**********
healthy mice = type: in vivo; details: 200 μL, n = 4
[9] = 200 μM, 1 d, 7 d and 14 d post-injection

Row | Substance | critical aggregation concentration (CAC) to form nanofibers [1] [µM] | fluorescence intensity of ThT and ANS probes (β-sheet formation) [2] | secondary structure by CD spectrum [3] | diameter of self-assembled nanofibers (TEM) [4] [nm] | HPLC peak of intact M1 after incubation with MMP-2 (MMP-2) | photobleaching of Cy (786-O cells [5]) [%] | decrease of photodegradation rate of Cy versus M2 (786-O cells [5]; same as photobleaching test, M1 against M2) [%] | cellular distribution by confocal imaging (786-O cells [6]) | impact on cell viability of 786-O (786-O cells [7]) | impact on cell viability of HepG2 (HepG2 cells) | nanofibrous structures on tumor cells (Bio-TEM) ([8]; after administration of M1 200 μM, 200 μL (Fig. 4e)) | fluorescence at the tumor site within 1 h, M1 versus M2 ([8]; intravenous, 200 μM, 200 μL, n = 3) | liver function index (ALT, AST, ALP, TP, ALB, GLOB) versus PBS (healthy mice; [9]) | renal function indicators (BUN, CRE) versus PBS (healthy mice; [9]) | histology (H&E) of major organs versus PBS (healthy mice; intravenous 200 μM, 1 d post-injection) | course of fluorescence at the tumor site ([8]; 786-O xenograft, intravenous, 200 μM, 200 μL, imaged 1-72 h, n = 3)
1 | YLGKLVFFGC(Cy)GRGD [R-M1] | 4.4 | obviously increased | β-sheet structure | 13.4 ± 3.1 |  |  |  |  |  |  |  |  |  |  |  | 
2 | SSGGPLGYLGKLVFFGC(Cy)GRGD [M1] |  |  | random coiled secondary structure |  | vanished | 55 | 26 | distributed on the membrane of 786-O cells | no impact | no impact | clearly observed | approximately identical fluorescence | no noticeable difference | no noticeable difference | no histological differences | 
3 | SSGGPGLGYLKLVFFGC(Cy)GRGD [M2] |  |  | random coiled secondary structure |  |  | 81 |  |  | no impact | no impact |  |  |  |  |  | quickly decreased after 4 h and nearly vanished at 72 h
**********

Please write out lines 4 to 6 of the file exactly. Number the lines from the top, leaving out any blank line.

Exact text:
1 | YLGKLVFFGC(Cy)GRGD [R-M1] | 4.4 | obviously increased | β-sheet structure | 13.4 ± 3.1 |  |  |  |  |  |  |  |  |  |  |  | 
2 | SSGGPLGYLGKLVFFGC(Cy)GRGD [M1] |  |  | random coiled secondary structure |  | vanished | 55 | 26 | distributed on the membrane of 786-O cells | no impact | no impact | clearly observed | approximately identical fluorescence | no noticeable difference | no noticeable difference | no histological differences | 
3 | SSGGPGLGYLKLVFFGC(Cy)GRGD [M2] |  |  | random coiled secondary structure |  |  | 81 |  |  | no impact | no impact |  |  |  |  |  | quickly decreased after 4 h and nearly vanished at 72 h